When a known traditionalist like Priyadarsini Govind strays beyond the Bharatanatyam margam, one’s ears perk up. What’s the world upto? Is the classical style going out of style? “Not at all,” says Priyadarsini. “I wanted to do a live themed show in Singapore, which turned into a recording due to the pandemic. I’ve been fascinated with the concept of Maya and Kabir’s doha about the body being like a delicately woven cloth. ‘Yavanika’ was about this and the high philosophy that we, just as all of creation, are also made up of the pancha bhootas.”
The arty new-age dance on film, was a mixture of some original music and some old, familiar pieces. “I used pieces that were appropriate to the theme. It was not a margam, but one that fit loosely around it, with an alarippu, a padam, a javali and a thillana,” says the senior dancer.
This is nothing new; gurus and dancers have been venturing outside the margam for decades. Perhaps it was guru Vazhuvoor Ramaiah Pillai who looked to expand the Bharatanatyam repertoire. He made famous the Punnagavarali ‘Aadu pambe’, composed Bharatanatyam to Tyagaraja’s ‘Sadinchane’, introduced Kalki and Bharatiyar to the audience, and much more.
Rukmini Devi’s idea of ‘cultural renaissance’ extended to streamlining Bharatanatyam and using it to present theatrical dance dramas in Kalakshetra. K. Lalitha, founder, Sri Saraswathy Gana Nilayam, was another artiste who was bold enough to further the art form learnt from guru Kattumannarkoil Muthukumaraswamy Pillai, and to present dance dramas in addition to reviving folk dances like kummi and kolattam.
Versatile dance form
This is neither an exhaustive list nor a chronological diary. The who and the when is an academic question, the pliability of Bharatanatyam being the point. Whether it’s a snake dance or a group narrative, it remains Bharatanatyam. That’s the beauty of this classical art form.
But what about its history? From the research of scholars like the late V. Raghavan, Padma Subrahmanyam, Kapila Vatsyayan, and others, we learn that Bharatanatyam existed more than 3,000 years ago as the figurines from Mohenjo-daro prove. In addition to the operatic Indian dramas was Lasya, (solo dance), a forerunner of the present day Bharatanatyam. According to Raghavan, Lasya has a continuous history across India, as it was performed in courts and temples.
The Bharatanatyam we know today is a recreated style of the early 1930s. After the glorious period of the Thanjavur Quartet, who defined the adavus and made up the margam repertoire, there was a decline in its status and popularity.
Perhaps that’s why dancers capitalised on this broad canvas that is Bharatanatyam.
Padma Subrahmanyam’s Nrithyodaya, the first dance school in the South, founded by her father K. Subrahmanyam in 1942, was a melting pot of cultures that taught Bharatanatyam, Kathak, Manipuri, Kathakali and folk. When Padma started performing, she continued this pan India outlook, and presented pieces in different languages — a varnam based on a Meera bhajan in Abhogi, a raga common to both Carnatic and Hindustani, a varnam based on a Dasar nama, and a Bengali pada varnam written by Salil Chaudhry.
“Not that I wanted to be different. It came from within. I was brought up with a broad purview, that it has to be Indian, not region-specific. I did not intend to break tradition. I think I’ve enlarged the circle and not broken it,” says Padma.
Some dancers use Bharatanatyam for contemporary themes. Malavika Sarukkai extended the dance form’s reach early on with thematic solos such as Khajuraho and Ganga Nritya Vahini. She moved on to group choreography emphasising the interplay of lights, movements and original music.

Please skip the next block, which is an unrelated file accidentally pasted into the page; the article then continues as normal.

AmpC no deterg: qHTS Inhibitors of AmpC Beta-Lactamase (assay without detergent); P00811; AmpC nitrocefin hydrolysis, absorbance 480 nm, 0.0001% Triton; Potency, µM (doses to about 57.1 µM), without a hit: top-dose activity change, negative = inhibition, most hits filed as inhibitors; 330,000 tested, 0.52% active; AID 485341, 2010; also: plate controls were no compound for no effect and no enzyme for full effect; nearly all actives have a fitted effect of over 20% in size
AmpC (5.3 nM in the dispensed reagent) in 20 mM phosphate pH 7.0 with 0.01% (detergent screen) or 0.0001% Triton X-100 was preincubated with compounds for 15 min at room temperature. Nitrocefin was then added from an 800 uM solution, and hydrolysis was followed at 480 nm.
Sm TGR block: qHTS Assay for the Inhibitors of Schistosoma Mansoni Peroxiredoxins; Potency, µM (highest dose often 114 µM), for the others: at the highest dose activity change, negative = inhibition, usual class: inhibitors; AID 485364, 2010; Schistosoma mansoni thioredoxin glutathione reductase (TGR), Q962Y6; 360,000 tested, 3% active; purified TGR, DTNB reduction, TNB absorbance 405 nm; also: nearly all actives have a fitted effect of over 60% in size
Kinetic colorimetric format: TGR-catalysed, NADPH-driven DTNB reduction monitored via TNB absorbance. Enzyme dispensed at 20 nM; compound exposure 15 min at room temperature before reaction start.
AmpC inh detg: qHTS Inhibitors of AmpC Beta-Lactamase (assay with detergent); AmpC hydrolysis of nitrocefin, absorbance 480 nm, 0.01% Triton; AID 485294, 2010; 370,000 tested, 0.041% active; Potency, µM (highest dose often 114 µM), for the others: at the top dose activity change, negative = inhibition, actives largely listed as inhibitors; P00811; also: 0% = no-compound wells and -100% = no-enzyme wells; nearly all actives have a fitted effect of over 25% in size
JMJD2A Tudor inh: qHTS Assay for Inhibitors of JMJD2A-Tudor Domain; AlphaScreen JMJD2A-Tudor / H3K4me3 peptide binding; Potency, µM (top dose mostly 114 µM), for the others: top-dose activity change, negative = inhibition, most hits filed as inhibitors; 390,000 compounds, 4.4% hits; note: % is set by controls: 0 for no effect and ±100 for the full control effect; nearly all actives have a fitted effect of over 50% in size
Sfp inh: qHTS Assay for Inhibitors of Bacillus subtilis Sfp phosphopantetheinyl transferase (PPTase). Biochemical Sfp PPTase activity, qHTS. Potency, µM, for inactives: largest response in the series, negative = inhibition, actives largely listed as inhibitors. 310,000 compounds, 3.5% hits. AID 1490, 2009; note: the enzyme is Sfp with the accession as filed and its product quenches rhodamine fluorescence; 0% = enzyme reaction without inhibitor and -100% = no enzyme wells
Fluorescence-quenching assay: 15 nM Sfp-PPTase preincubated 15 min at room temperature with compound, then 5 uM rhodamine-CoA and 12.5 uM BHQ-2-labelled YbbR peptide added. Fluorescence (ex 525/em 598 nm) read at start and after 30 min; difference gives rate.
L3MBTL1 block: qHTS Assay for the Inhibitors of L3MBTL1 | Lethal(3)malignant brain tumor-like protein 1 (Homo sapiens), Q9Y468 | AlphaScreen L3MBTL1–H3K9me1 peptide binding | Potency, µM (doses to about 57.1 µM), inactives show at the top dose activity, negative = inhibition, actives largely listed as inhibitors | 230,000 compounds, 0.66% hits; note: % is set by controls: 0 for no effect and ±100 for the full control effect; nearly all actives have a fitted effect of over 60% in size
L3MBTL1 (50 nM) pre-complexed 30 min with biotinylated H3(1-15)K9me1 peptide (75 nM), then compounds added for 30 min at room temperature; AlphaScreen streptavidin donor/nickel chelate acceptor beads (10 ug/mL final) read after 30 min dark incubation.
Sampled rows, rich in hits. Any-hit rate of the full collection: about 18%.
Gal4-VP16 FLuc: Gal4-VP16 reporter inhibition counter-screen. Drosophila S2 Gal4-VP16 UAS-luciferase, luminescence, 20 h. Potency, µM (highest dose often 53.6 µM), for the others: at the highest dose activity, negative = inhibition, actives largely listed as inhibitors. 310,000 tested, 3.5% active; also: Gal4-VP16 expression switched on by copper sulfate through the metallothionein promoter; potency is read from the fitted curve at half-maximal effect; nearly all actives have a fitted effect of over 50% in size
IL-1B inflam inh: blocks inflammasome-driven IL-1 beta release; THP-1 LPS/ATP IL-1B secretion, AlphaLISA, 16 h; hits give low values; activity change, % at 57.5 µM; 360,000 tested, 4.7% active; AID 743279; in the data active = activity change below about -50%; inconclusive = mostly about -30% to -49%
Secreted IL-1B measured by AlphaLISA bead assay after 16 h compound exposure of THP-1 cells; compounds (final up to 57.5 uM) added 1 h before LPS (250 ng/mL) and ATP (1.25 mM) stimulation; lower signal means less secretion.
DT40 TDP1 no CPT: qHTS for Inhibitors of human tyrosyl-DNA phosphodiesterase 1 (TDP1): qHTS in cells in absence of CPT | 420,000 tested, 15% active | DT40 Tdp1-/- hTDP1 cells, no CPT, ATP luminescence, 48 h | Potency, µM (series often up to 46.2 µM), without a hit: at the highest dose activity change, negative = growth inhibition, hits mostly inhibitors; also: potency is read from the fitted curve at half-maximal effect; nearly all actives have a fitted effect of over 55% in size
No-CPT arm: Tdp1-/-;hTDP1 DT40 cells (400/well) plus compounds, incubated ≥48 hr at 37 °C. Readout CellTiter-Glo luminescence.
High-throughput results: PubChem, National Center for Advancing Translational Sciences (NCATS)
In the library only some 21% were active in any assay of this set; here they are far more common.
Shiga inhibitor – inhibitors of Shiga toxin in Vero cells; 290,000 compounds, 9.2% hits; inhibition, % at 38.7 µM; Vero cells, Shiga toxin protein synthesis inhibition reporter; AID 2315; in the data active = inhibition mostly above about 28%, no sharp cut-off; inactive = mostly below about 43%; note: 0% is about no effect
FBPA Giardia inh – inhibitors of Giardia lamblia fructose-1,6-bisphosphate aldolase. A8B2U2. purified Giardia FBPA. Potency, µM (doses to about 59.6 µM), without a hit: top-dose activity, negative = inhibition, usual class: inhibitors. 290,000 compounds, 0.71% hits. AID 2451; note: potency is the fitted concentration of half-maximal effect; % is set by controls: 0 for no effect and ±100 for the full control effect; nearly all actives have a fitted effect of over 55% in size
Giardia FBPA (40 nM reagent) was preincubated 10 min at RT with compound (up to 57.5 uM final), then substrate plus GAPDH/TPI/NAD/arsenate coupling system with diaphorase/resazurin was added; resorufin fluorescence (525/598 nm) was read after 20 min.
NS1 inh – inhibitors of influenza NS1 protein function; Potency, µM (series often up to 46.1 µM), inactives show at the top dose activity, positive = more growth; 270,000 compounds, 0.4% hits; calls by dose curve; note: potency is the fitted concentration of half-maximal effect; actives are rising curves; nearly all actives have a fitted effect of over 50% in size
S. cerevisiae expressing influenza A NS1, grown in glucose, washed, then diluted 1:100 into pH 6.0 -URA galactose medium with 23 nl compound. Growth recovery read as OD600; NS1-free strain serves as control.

An young innovator, Sheejith Krishna, then a post graduate from Kalakshetra and a repertory dancer, presented ‘Marthyan’ on evolution of man from Stone Age, as a commentary on man’s behaviour today.
As he matured as an artiste, he took on ambitious projects such as ‘Man in the Iron Mask’ and ‘Don Quixote’, the latter without any lyrics. “I see Bharatanatyam as a language through which I can express anything. I don’t have to use margam. I personally prefer group productions,” says Sheejith.
Vaibhav Arekar, having carved a name for himself in the contemporary Bharatanatyam and dance theatre genres, likes to explore. “Whenever I have to work on a subject that is outside the margam and the framework of Shringara, I let the theme influence my structuring of the work rather than unnecessarily forcing the topic into the margam format.
“One of my early works, ‘Debotar Grash’, a Tagore poem, was about a mother losing a child in sea. I had to balance the spoken word and mime, find the space where the dance goes beyond the words”.
His production ‘Four Seasons’ had no lyrics, and explored the seasons inside the mind. “I use Bharatanatyam in varied landscapes. I believe the margam itself is a beautiful flow and structure. In fact, my latest group work, ‘Nibandhana’, done in December 2019, is margam in an ensemble choreography. As a choreographer and performer, I love to experiment and expand the framework of the art form”, says Vaibhav.
Extending the reach of Bharatanatyam is not limited to a few select dancers. Many have been attempting this, including guru K.J. Sarasa’s prime student Shanmugha Sundaram. In fact, she was supposed to have watched and approved of his ‘Amour’ in 2006. Shanmugam explores the nuances of love inspired by the works of celebrated French sculptors, Auguste Rodin and Camille Claudel, and their relationship. Shanmugam is not concerned about the technicalities of the margam. “It’s a cultural exchange. People there can understand Bharatanatyam because they know the stories. And we can understand the stories because of Bharatanatyam.”
Whatever the treatment, it remains Bharatanatyam.
The Chennai-based reviewer writes on classical dance.